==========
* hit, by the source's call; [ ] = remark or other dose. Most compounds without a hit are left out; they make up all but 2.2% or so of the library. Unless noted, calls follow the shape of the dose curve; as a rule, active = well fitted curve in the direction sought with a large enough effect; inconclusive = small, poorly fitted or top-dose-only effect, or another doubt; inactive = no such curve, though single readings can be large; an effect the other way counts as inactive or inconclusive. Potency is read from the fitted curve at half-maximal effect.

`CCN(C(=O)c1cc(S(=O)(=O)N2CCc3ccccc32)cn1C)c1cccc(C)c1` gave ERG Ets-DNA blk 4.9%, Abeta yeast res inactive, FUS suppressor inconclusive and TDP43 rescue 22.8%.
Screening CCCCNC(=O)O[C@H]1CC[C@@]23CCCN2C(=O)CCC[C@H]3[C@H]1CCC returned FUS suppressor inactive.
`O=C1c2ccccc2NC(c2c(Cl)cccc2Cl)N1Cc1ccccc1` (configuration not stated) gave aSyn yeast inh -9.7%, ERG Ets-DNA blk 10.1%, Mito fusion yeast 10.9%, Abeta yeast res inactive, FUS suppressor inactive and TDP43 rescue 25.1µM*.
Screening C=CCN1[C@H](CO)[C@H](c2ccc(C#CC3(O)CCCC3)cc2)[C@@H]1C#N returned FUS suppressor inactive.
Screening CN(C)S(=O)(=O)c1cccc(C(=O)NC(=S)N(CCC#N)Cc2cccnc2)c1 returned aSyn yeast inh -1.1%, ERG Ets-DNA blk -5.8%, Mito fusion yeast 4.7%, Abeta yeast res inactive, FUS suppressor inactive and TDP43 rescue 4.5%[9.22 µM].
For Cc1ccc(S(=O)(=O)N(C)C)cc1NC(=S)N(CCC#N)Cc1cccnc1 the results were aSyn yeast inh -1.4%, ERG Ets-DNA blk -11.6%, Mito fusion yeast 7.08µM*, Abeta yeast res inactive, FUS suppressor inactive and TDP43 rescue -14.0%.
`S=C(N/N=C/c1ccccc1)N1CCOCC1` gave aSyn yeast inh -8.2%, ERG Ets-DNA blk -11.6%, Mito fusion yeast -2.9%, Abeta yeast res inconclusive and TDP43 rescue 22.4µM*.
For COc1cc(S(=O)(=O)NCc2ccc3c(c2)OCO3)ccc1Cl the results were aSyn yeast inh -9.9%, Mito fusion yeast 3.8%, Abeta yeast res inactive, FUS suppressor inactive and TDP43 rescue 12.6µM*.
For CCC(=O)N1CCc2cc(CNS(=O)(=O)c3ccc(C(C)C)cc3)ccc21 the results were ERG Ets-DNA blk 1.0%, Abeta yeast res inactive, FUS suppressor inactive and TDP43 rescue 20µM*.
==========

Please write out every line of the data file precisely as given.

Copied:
* hit, by the source's call; [ ] = remark or other dose. Most compounds without a hit are left out; they make up all but 2.2% or so of the library. Unless noted, calls follow the shape of the dose curve; as a rule, active = well fitted curve in the direction sought with a large enough effect; inconclusive = small, poorly fitted or top-dose-only effect, or another doubt; inactive = no such curve, though single readings can be large; an effect the other way counts as inactive or inconclusive. Potency is read from the fitted curve at half-maximal effect.

`CCN(C(=O)c1cc(S(=O)(=O)N2CCc3ccccc32)cn1C)c1cccc(C)c1` gave ERG Ets-DNA blk 4.9%, Abeta yeast res inactive, FUS suppressor inconclusive and TDP43 rescue 22.8%.
Screening CCCCNC(=O)O[C@H]1CC[C@@]23CCCN2C(=O)CCC[C@H]3[C@H]1CCC returned FUS suppressor inactive.
`O=C1c2ccccc2NC(c2c(Cl)cccc2Cl)N1Cc1ccccc1` (configuration not stated) gave aSyn yeast inh -9.7%, ERG Ets-DNA blk 10.1%, Mito fusion yeast 10.9%, Abeta yeast res inactive, FUS suppressor inactive and TDP43 rescue 25.1µM*.
Screening C=CCN1[C@H](CO)[C@H](c2ccc(C#CC3(O)CCCC3)cc2)[C@@H]1C#N returned FUS suppressor inactive.
Screening CN(C)S(=O)(=O)c1cccc(C(=O)NC(=S)N(CCC#N)Cc2cccnc2)c1 returned aSyn yeast inh -1.1%, ERG Ets-DNA blk -5.8%, Mito fusion yeast 4.7%, Abeta yeast res inactive, FUS suppressor inactive and TDP43 rescue 4.5%[9.22 µM].
For Cc1ccc(S(=O)(=O)N(C)C)cc1NC(=S)N(CCC#N)Cc1cccnc1 the results were aSyn yeast inh -1.4%, ERG Ets-DNA blk -11.6%, Mito fusion yeast 7.08µM*, Abeta yeast res inactive, FUS suppressor inactive and TDP43 rescue -14.0%.
`S=C(N/N=C/c1ccccc1)N1CCOCC1` gave aSyn yeast inh -8.2%, ERG Ets-DNA blk -11.6%, Mito fusion yeast -2.9%, Abeta yeast res inconclusive and TDP43 rescue 22.4µM*.
For COc1cc(S(=O)(=O)NCc2ccc3c(c2)OCO3)ccc1Cl the results were aSyn yeast inh -9.9%, Mito fusion yeast 3.8%, Abeta yeast res inactive, FUS suppressor inactive and TDP43 rescue 12.6µM*.
For CCC(=O)N1CCc2cc(CNS(=O)(=O)c3ccc(C(C)C)cc3)ccc21 the results were ERG Ets-DNA blk 1.0%, Abeta yeast res inactive, FUS suppressor inactive and TDP43 rescue 20µM*.